U.S. ideology stable, “culture trench warfare” ahead?

November 26, 2008

The U.S. Democratic Party has gained a larger following over the past two decades but America’s ideological landscape has remained largely unchanged over the past two decades, according to a new report by the Pew Research Center for the People & the Press. You can see the analysis here.

What is of interest for readers of this blog may be the implications of this “cultural trench warfare” — with neither side gaining much ground from the other — for red-hot social issues such as abortion rights and the future prospects for both the Republicans and the Democrats.

The Democratic Party’s advantage in party identification has widened over the past two decades, but the share of Americans who describe their political views as liberal, conservative or moderate has remained stable during the same period. Only about one-in-five Americans currently call themselves liberal (21 percent), while 38 percent say they are conservative and 36 percent describe themselves as moderate. This is virtually unchanged from recent years; when George W. Bush was first elected president, 18 percent of Americans said they were liberal, 36 percent were conservative and 38 percent considered themselves moderate,” the report, released late on Tuesday, says.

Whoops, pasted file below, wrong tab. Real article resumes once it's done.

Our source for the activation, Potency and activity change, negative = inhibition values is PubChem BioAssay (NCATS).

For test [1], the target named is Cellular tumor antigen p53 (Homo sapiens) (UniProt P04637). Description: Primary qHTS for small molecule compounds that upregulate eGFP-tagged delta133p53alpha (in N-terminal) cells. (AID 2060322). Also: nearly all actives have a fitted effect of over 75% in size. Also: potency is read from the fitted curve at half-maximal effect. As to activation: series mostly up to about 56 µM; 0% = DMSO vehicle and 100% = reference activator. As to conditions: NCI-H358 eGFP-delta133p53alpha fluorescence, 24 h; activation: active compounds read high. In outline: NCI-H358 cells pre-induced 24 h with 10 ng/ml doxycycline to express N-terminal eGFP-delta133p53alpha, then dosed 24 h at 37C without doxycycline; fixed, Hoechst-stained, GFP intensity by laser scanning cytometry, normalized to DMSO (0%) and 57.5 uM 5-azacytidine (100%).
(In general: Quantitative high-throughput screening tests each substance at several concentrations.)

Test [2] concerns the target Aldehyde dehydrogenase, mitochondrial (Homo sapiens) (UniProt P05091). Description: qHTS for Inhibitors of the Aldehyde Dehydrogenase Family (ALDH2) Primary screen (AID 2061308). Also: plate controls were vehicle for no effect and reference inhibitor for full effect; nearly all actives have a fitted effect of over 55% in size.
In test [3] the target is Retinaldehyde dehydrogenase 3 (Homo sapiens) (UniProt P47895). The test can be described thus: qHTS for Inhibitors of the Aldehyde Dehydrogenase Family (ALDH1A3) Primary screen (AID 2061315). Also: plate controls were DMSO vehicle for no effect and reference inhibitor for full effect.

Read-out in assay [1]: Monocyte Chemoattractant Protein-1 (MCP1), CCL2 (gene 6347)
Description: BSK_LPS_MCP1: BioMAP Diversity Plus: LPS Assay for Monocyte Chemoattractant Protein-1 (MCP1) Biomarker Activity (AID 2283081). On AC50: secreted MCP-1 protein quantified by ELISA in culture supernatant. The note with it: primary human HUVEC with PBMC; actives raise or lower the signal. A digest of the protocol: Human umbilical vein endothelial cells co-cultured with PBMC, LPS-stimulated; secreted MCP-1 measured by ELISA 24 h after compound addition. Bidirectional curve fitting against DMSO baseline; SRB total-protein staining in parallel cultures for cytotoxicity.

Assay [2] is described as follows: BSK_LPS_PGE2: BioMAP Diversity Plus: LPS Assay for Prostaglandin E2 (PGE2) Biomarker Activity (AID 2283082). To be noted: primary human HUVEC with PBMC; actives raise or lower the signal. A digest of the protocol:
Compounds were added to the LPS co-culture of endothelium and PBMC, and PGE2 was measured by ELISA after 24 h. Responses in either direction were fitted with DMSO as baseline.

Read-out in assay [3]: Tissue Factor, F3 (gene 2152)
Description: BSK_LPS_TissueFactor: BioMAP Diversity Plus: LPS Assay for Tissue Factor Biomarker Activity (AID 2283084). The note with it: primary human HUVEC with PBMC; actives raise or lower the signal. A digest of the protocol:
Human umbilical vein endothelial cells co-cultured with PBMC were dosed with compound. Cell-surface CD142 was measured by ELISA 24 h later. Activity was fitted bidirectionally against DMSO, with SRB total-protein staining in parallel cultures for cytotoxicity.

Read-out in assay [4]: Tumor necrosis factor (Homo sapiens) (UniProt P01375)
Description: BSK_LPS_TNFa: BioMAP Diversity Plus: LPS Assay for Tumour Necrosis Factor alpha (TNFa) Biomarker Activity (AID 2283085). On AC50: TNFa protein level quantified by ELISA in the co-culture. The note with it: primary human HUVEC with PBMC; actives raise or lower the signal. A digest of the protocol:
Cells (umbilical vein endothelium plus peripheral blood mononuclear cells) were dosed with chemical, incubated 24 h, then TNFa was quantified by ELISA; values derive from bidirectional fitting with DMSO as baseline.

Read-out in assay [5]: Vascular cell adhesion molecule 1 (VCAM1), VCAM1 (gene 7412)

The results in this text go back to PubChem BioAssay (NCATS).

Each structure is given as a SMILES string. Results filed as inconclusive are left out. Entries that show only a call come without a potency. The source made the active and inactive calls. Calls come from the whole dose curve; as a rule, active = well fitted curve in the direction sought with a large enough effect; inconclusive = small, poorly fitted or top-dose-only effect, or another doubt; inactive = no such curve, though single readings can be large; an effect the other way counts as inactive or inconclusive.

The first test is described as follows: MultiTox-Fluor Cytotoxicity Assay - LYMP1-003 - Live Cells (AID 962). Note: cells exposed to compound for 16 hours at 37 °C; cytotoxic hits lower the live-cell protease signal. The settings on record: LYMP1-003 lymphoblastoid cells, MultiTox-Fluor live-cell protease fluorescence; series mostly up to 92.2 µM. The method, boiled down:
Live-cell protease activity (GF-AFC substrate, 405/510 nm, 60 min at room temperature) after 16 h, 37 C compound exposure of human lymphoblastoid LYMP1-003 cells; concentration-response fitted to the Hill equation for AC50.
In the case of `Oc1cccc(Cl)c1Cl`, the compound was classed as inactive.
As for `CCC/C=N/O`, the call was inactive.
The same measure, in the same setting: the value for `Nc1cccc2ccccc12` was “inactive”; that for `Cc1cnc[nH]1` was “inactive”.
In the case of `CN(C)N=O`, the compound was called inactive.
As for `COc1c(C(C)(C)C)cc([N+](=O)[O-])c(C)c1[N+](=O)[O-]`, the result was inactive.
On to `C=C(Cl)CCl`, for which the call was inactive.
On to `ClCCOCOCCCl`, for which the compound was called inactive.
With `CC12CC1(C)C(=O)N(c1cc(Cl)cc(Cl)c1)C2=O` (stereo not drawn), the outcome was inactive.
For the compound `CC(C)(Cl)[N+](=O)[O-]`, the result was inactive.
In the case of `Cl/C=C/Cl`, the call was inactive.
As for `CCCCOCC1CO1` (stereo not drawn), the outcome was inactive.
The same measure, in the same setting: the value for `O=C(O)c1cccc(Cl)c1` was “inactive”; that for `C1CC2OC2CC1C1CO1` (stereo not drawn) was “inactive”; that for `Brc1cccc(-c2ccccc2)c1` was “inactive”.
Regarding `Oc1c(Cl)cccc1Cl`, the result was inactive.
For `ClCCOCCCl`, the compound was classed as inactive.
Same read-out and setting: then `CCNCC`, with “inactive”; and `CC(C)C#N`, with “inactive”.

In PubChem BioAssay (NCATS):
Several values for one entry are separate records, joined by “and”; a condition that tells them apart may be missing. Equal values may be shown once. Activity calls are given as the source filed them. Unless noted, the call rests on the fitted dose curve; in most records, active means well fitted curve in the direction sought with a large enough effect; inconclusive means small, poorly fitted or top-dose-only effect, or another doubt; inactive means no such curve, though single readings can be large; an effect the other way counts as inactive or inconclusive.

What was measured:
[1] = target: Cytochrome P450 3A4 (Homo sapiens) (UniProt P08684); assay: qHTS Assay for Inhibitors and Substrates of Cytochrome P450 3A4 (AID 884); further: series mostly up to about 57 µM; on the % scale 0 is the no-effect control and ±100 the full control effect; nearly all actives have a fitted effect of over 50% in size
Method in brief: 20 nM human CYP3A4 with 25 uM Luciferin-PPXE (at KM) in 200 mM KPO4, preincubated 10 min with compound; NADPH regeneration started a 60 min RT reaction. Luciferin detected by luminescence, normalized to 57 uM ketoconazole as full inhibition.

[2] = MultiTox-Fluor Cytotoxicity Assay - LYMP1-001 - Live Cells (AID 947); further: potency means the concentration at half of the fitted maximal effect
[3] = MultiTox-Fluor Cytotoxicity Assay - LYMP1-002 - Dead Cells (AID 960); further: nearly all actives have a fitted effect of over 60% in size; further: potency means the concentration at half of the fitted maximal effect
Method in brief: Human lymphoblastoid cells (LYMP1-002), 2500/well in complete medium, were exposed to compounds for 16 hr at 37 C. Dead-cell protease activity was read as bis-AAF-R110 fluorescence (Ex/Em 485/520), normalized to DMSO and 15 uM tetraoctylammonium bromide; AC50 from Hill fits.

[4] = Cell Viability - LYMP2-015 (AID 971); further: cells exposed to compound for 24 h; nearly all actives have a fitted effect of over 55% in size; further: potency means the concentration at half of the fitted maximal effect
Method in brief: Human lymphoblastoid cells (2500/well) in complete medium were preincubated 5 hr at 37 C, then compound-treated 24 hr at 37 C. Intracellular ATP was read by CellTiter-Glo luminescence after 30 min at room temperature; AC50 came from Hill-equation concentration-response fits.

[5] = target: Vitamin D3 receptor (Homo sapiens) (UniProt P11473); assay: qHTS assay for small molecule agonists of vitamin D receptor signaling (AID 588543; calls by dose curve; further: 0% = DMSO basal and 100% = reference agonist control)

On the divisive issue of abortion rights, the report, using survey data from October, said 57 percent of Americans believed it should be legal. Breaking opinion up by ideology, it found that 43 percent of conservatives were in favour of it being legal while 77 percent of self-described liberals held that view.

This is not surprising — there are many Americans who regard themselves as economic or “tough on crime” or national security conservatives who still support abortion rights. What may surprise some is that 19 percent of liberals feel it should be illegal. These could be people influenced by Catholic social teaching or other trends who regard themselves as liberal on most issues but not this one.

For all the talk of an emerging evangelical center, the report says that: “White evangelical Protestants are the most conservative Republicans: 79 percent describe their political views as conservative, compared with 17 percent who say they are moderate and just two percent who call themselves liberal.”